The study looked at a group of frequent snackers in the U.K., mostly women, who kept otherwise healthy diets. It found that about a quarter of participants’ snacking was hurting their health due to eating too much or eating low-quality snacks, but that snacking alone doesn’t always hurt.
“Contrary to public perception, we find that the act of snacking, in terms of both frequency and quantity of energy from snacks, was not associated with unfavourable cardiometabolic blood or anthropometric markers,” the researchers wrote. “Instead, we observed that snack quality matters and is associated with favourable lipemic and insulinemic responses, as well as decreased hunger.”
Researchers defined “high quality” snacks as fruits and vegetables, nuts and seeds, and unprocessed foods. “Low-quality” snacks included sweets and heavily processed foods.
According to the study, those who consumed mostly high-quality snacks, no matter the quantity, were healthier than those who mostly consumed low-quality snacks.
Low-quality snacks were “linked with higher BMI (body mass index), higher visceral fat mass and higher postprandial — the period after eating a meal — triglycerides concentrations, all of which are associated with metabolic disease such as stroke, cardiovascular disease, and obesity,” the study found.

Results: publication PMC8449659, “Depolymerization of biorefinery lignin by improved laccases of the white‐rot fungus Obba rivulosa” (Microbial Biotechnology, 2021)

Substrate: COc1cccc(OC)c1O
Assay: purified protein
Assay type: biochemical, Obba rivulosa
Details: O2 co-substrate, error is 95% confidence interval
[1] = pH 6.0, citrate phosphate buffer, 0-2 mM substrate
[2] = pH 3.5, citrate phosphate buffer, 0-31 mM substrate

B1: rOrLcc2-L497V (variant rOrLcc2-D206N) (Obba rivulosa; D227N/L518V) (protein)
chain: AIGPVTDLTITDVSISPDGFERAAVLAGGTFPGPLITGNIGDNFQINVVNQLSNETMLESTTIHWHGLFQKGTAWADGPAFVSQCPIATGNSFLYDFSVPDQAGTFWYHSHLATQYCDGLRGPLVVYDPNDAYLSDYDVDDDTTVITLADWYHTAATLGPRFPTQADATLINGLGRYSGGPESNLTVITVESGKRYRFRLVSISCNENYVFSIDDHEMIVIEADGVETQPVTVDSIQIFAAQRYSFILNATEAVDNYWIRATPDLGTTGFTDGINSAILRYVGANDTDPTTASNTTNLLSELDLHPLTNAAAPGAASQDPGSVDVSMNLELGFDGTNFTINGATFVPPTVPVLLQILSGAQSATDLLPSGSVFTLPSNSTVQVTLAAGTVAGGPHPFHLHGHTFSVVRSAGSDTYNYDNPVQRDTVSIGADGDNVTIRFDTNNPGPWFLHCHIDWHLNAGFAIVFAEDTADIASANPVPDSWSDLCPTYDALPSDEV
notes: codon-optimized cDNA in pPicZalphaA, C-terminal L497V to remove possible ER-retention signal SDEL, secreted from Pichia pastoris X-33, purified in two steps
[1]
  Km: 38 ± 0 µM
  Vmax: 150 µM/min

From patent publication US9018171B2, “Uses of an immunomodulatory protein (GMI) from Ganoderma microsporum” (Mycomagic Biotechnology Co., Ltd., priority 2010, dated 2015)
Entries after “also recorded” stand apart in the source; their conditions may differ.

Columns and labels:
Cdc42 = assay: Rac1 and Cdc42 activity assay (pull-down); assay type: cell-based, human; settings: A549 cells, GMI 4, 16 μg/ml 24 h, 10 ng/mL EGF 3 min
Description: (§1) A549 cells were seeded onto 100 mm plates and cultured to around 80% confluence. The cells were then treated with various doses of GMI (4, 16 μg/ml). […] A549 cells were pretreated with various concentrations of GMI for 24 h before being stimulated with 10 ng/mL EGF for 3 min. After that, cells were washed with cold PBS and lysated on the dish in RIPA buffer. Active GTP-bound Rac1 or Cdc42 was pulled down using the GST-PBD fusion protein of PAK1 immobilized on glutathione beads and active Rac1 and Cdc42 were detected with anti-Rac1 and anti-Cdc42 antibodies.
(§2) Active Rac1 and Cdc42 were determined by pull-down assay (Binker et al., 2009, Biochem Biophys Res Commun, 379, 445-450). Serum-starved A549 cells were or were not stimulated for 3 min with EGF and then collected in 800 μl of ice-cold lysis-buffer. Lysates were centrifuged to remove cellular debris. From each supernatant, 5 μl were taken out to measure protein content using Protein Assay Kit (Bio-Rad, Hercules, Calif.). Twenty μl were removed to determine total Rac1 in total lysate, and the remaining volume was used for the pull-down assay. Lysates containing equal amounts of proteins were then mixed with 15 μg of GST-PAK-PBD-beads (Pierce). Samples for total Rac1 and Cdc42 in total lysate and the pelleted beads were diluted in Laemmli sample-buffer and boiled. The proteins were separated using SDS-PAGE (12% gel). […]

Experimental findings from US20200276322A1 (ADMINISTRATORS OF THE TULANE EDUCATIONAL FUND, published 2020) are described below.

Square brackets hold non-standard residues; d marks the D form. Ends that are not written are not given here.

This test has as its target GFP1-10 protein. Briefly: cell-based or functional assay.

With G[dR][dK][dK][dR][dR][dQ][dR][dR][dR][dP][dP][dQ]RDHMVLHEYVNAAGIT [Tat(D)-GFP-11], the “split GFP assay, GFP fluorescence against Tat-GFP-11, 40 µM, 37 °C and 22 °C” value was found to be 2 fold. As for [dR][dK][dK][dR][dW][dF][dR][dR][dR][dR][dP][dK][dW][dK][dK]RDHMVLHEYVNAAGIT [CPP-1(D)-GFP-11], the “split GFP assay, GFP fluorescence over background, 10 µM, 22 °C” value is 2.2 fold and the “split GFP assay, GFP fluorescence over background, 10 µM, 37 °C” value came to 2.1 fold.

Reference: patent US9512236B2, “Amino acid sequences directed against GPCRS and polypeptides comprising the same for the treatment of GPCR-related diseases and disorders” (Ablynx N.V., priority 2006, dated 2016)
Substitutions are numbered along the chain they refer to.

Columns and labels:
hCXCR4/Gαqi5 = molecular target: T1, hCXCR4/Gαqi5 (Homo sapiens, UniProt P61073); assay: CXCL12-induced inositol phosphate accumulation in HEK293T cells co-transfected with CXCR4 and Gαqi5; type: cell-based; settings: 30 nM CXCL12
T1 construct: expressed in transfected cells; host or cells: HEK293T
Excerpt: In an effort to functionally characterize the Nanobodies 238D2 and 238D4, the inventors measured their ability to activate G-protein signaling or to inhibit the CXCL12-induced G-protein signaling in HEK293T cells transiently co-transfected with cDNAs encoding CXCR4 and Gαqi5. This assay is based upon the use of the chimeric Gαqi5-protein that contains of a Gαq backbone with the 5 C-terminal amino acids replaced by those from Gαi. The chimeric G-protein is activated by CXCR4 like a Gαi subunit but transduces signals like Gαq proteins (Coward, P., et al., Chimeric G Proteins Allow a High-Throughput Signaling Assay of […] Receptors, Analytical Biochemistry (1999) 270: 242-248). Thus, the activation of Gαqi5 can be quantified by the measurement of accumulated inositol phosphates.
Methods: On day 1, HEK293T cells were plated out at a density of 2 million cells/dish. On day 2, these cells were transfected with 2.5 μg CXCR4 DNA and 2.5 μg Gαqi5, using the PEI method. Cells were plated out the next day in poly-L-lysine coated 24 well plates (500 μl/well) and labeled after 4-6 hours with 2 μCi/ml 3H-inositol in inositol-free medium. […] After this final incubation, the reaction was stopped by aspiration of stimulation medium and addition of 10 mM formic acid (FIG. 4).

Researchers said that snacking accounted for about a quarter of participants’ caloric intake and that most people ate snacks once or twice a day.
Snack timing can also be significantly influential on health, researchers said. The healthiest snacking habit is early in the day, the study states. People who snacked in the evening were more likely to eat low-quality foods and have less time for their bodies to process nutrients, leading to worse health outcomes.
As for dietary advice, the study states that eating high-quality foods early in the day can be an important part of a healthy lifestyle.
“Snacking behaviour may be a key diet target to ameliorate risk factors for diet-related diseases and snacking on high-quality foods earlier in the day can be part of a healthy lifestyle,” the study concludes. “However, when people have sufficient diet information, food knowledge and healthy eating intentions, the current food environment makes it difficult for them to change their snacking behaviour.”